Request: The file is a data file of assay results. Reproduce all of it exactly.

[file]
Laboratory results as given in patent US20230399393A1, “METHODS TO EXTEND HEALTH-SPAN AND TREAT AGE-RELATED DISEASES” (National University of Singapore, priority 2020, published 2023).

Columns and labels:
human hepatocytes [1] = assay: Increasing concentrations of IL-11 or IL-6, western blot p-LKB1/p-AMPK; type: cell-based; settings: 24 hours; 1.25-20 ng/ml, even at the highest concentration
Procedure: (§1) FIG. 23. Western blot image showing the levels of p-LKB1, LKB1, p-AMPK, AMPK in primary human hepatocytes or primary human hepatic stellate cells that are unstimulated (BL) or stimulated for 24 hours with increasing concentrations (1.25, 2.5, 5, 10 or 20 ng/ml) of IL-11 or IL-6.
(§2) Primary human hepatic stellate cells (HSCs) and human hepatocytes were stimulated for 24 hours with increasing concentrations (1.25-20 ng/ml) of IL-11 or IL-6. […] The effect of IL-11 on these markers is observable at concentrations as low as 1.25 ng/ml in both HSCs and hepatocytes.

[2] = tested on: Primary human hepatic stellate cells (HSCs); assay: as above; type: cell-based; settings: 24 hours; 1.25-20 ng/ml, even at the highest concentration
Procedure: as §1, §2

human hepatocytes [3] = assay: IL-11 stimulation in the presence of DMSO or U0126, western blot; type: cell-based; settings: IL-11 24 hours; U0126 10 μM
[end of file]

Laboratory results as given in patent US20230399393A1, “METHODS TO EXTEND HEALTH-SPAN AND TREAT AGE-RELATED DISEASES” (National University of Singapore, priority 2020, published 2023).

Columns and labels:
human hepatocytes [1] = assay: Increasing concentrations of IL-11 or IL-6, western blot p-LKB1/p-AMPK; type: cell-based; settings: 24 hours; 1.25-20 ng/ml, even at the highest concentration
Procedure: (§1) FIG. 23. Western blot image showing the levels of p-LKB1, LKB1, p-AMPK, AMPK in primary human hepatocytes or primary human hepatic stellate cells that are unstimulated (BL) or stimulated for 24 hours with increasing concentrations (1.25, 2.5, 5, 10 or 20 ng/ml) of IL-11 or IL-6.
(§2) Primary human hepatic stellate cells (HSCs) and human hepatocytes were stimulated for 24 hours with increasing concentrations (1.25-20 ng/ml) of IL-11 or IL-6. […] The effect of IL-11 on these markers is observable at concentrations as low as 1.25 ng/ml in both HSCs and hepatocytes.

[2] = tested on: Primary human hepatic stellate cells (HSCs); assay: as above; type: cell-based; settings: 24 hours; 1.25-20 ng/ml, even at the highest concentration
Procedure: as §1, §2

human hepatocytes [3] = assay: IL-11 stimulation in the presence of DMSO or U0126, western blot; type: cell-based; settings: IL-11 24 hours; U0126 10 μM